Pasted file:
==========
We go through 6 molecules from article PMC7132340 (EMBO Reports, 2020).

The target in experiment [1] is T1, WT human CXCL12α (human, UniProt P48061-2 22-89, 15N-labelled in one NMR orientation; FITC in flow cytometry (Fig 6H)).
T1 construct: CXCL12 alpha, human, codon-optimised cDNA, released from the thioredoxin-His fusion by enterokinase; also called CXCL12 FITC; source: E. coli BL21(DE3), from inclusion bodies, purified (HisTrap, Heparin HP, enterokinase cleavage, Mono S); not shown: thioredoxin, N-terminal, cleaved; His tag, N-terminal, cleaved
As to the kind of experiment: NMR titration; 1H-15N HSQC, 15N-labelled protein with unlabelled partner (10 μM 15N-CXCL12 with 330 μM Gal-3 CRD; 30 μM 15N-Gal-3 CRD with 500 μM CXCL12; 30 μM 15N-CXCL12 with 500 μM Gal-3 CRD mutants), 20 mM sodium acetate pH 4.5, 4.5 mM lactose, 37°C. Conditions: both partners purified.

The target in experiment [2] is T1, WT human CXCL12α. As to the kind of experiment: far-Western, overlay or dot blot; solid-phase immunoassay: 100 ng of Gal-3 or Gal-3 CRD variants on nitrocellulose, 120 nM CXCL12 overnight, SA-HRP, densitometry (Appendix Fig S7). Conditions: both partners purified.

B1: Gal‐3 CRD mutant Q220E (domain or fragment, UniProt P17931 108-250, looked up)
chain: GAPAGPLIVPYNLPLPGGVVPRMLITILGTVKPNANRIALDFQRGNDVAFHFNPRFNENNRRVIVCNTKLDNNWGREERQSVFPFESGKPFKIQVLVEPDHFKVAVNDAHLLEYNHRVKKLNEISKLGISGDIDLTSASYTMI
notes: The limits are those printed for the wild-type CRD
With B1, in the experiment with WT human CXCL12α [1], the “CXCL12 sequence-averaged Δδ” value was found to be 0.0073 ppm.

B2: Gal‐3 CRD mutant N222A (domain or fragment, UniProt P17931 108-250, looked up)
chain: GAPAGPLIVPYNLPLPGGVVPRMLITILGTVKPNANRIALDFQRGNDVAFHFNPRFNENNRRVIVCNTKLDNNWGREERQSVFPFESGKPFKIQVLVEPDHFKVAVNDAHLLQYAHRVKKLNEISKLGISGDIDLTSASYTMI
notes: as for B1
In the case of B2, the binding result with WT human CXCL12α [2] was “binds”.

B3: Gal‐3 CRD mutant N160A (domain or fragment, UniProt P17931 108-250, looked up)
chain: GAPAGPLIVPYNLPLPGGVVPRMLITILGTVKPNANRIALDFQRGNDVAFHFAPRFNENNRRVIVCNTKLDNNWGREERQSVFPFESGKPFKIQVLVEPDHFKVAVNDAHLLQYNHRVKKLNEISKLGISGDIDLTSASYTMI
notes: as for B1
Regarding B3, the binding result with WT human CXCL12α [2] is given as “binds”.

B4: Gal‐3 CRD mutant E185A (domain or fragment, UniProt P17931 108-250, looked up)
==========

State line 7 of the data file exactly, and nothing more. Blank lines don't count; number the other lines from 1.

chain: GAPAGPLIVPYNLPLPGGVVPRMLITILGTVKPNANRIALDFQRGNDVAFHFNPRFNENNRRVIVCNTKLDNNWGREERQSVFPFESGKPFKIQVLVEPDHFKVAVNDAHLLEYNHRVKKLNEISKLGISGDIDLTSASYTMI